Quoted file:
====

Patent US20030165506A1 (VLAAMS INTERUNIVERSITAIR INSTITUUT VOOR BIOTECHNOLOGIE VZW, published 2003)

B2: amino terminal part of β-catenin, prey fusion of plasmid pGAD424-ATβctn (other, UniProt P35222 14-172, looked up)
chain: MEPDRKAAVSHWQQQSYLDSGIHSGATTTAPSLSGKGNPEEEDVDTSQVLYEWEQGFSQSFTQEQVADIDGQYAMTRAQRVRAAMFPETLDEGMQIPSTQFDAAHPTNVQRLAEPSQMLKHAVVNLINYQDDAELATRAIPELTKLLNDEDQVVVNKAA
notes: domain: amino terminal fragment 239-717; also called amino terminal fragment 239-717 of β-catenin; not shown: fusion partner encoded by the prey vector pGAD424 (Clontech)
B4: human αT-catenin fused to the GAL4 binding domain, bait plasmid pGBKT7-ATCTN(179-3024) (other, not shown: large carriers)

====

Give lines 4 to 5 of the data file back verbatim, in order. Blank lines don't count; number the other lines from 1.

notes: domain: amino terminal fragment 239-717; also called amino terminal fragment 239-717 of β-catenin; not shown: fusion partner encoded by the prey vector pGAD424 (Clontech)
B4: human αT-catenin fused to the GAL4 binding domain, bait plasmid pGBKT7-ATCTN(179-3024) (other, not shown: large carriers)